Get your hands dirty with an organic vegetable garden
So “so long!” to the window sill herb garden in your apartment, and get ready to roll up your sleeves and GROW once you get to the ‘burbs! Even if you don’t have a green thumb, dedicating a small piece of your new yard to organic veggies is a great way to save time—no more rushed weekend runs to the farmers market—and money, while providing a simple, fun, family-friendly activity that lasts (almost!) all year long. Here’s how to get started this fall:
- Choose a small space in your yard—no need to tear up large chunks of land!—that gets good direct sunlight for at least 6-8 hours per day during growing season. No great sunlight? Look to lower-light veggies!
Make sure you’ve got access to water—a hose is great, but be sure it reaches to your garden easily so even the littlest gardeners can pitch in.
- Rocky terrain? Consider a raised bed vegetable garden, built on top of the ground.
- To guarantee good growth, get your soil tested. You can find plenty of services online, or take some soil from your yard to a local nursery or gardening center—then can help!
- While you’re at the nursery, pick up some organically-grown plants and seeds—this will ensure you’re getting off to an organic start, free of pesticides and chemical fertilizers. These shouldn’t be hard to find, even at the big box stores.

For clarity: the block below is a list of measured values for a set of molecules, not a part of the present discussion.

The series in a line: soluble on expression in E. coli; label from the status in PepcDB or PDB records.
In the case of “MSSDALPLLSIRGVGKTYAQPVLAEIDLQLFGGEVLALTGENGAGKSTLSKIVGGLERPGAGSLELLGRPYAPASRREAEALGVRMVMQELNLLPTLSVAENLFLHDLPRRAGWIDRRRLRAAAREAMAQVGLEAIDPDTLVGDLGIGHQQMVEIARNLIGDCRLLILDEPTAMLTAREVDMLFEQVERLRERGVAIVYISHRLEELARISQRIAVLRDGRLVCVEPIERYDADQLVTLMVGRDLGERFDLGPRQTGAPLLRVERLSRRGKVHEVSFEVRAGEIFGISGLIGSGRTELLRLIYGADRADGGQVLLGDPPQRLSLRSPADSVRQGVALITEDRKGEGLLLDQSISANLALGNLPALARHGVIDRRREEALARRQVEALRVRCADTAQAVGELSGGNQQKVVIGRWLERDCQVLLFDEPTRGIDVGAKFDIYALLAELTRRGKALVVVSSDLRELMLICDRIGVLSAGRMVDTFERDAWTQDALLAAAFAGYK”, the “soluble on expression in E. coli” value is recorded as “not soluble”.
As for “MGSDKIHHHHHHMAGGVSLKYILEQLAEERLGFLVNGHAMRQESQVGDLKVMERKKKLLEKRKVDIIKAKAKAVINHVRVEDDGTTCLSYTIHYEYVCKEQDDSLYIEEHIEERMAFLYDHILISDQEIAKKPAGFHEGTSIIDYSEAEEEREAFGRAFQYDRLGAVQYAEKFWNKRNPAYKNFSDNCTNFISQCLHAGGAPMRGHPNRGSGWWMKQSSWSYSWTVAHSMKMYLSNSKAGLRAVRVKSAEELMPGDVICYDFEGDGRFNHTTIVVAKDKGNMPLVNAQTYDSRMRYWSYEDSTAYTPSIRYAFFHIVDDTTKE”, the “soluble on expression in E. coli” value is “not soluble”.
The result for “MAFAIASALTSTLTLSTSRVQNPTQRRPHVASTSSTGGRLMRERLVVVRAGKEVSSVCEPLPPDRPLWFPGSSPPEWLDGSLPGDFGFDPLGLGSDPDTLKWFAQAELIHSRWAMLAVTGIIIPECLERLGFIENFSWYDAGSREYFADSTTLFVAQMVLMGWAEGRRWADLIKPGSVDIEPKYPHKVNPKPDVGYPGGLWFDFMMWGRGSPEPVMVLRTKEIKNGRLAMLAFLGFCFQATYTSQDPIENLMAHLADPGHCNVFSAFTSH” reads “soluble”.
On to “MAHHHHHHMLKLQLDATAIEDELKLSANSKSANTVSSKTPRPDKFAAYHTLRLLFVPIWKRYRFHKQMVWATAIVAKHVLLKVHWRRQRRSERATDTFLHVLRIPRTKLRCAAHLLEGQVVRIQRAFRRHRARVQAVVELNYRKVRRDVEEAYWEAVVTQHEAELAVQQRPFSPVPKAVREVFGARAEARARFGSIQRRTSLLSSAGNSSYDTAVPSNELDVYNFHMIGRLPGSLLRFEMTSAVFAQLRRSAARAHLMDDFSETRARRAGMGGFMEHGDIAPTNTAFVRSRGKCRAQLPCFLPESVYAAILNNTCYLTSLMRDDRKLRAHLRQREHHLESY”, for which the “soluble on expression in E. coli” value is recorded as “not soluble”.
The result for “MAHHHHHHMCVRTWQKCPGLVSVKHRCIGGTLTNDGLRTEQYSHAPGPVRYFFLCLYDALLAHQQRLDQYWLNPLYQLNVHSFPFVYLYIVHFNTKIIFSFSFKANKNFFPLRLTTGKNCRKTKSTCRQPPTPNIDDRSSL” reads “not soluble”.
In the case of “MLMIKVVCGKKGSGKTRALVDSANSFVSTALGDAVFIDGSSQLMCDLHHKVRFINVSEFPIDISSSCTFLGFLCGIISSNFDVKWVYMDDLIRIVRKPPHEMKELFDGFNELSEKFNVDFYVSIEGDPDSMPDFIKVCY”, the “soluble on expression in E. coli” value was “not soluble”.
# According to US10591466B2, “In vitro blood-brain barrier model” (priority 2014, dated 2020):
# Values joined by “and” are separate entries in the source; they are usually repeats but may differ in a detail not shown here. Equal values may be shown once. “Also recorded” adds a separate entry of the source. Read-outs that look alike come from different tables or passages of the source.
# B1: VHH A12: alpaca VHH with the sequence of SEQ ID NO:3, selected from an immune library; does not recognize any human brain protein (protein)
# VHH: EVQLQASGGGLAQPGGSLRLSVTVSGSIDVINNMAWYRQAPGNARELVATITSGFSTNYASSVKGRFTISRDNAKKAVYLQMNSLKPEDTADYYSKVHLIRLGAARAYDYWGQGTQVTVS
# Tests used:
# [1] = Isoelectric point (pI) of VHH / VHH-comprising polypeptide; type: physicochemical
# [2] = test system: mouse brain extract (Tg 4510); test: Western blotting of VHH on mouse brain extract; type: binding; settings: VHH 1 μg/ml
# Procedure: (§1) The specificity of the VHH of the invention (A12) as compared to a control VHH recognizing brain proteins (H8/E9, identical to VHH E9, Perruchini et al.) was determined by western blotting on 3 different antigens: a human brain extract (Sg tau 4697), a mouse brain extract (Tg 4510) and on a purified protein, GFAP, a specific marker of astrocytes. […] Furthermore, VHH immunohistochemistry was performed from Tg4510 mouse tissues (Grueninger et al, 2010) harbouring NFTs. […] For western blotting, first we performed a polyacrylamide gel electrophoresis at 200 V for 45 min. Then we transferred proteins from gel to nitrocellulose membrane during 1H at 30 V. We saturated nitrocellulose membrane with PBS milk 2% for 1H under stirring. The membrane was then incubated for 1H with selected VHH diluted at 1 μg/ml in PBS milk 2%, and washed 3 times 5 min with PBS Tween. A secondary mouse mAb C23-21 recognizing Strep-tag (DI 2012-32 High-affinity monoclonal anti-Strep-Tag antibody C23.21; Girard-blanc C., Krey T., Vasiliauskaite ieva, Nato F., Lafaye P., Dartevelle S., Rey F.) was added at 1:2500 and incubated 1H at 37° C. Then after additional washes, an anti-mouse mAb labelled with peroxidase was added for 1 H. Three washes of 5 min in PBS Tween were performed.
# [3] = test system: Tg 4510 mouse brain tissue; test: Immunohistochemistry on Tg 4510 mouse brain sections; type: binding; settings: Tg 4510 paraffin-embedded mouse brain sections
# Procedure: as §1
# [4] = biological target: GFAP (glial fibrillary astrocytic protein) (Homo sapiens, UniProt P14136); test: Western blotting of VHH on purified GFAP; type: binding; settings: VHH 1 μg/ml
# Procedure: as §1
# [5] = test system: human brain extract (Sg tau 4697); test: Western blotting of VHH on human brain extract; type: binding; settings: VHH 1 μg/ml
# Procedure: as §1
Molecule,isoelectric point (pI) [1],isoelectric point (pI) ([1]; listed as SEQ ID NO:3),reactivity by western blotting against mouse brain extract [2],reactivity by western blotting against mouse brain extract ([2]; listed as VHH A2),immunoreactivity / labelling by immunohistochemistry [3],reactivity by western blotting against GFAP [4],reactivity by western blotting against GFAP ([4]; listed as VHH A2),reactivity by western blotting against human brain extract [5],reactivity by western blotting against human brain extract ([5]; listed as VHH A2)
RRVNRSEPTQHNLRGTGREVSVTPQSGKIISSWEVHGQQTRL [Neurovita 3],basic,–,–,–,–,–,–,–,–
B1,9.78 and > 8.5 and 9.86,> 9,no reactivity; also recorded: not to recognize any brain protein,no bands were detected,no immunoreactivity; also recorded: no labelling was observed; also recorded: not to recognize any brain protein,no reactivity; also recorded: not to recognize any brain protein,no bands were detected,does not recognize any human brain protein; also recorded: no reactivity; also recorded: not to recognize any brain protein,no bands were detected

- Now that you’ve selected your veggies, think about companion growing, which yields an even healthier harvest. There’s a great chart on Urban Farmer that highlights what plants are compatible and combative—now that you’ve got your garden planned, consider integrating some of these additional veggies!
Think it’s too late for fall veggies? Think again! Greens such as arugula, spinach and kale can still be planted, as can peppers, beets, broccoli, cabbage, lettuce and radishes.
- Then remember to mulch well, keep your garden clean and weed-free and water and fertilize throughout the process—then enjoy!
Besides the cost savings and family time almost guaranteed, your organic garden will help your brood eat healthier, more flavorful food and, likely, will provide additional opportunities to build community—you’re hitting up the nursery throughout the seasons, meeting local gardeners and, maybe, even sharing some of your harvest with your new neighbors!
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